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J Int Neuropsychol Soc. 2005 Nov;11(7):920-4.

Executive control of learning and memory in children with bilateral spastic cerebral palsy.

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1
Department of Psychology, Washington University, St. Louis, Missouri, 63130, USA. dawhite@wustl.edu

Abstract

Executive control of learning and memory was examined in children with bilateral spastic cerebral palsy (SCP). We hypothesized that SCP-related brain damage would disrupt executive but not associative aspects of learning and memory. To test this hypothesis, the California Verbal Learning Test-Children's Version was administered to 16 children with bilateral SCP and 19 control children ranging from 6 to 18 years of age. Controlling for general verbal ability, the groups did not differ in initial learning and retention of information over time, suggesting that associative learning and memory processes subserved by medial temporal brain regions were relatively intact in children with SCP. In contrast, impairments in learning over repeated trials, strategic processing, and inhibition in the SCP group pointed to disruptions in prefrontally-mediated executive aspects of learning and memory. The inhibitory deficit was more pronounced in younger children with SCP, suggesting a developmental delay in this ability.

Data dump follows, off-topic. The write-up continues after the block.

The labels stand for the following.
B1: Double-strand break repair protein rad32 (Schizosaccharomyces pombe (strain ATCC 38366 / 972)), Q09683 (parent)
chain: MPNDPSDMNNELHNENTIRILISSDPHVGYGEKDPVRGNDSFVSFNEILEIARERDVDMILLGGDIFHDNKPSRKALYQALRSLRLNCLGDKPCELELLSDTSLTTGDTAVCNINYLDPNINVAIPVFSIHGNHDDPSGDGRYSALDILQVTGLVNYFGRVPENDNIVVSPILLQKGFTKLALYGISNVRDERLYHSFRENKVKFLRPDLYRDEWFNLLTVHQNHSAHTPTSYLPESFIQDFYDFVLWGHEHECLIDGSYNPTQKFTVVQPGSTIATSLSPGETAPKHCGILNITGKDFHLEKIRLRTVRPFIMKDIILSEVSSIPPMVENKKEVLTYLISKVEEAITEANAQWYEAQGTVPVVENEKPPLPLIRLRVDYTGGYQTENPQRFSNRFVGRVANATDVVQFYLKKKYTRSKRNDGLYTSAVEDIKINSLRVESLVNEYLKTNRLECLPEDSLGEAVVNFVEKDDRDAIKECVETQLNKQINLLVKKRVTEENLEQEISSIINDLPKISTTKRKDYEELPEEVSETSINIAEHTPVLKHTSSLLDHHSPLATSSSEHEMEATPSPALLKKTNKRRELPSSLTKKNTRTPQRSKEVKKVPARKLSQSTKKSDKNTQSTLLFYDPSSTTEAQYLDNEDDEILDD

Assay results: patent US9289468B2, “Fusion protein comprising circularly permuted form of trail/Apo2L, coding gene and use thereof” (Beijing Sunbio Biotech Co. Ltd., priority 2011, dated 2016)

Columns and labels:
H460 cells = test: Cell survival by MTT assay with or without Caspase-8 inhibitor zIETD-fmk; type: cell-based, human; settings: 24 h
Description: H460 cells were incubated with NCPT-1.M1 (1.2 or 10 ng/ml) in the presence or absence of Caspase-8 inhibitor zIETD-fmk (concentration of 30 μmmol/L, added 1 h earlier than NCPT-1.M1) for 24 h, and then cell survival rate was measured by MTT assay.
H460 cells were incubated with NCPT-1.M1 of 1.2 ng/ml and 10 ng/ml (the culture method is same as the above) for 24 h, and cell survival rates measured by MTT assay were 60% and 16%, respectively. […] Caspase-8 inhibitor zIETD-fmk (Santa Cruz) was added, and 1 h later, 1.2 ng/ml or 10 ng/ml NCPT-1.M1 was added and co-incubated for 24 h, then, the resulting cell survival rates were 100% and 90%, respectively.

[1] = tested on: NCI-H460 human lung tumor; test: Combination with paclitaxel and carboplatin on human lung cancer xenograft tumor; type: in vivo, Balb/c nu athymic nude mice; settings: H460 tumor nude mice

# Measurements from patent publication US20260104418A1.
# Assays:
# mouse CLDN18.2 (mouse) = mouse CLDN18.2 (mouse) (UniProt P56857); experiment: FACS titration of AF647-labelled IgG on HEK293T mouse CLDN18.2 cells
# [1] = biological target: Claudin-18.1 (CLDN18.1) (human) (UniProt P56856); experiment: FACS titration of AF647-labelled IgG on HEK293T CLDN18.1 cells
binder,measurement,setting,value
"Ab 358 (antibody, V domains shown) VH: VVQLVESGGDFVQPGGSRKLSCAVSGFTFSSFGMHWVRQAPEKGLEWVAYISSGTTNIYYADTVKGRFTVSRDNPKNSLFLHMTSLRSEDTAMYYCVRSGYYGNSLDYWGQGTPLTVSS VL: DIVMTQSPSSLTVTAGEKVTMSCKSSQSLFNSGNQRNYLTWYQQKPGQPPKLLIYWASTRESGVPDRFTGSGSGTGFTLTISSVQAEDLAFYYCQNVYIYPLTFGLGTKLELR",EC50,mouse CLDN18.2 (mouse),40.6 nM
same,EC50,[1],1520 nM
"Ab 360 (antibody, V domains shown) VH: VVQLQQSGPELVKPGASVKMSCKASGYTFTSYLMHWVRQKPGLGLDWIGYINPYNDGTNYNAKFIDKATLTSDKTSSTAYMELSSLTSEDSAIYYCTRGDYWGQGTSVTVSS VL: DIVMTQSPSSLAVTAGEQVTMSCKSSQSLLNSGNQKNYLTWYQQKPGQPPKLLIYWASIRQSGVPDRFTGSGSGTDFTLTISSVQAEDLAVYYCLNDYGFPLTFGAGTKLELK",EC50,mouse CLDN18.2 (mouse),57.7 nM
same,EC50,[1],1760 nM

PMID:
16519271
[Indexed for MEDLINE]
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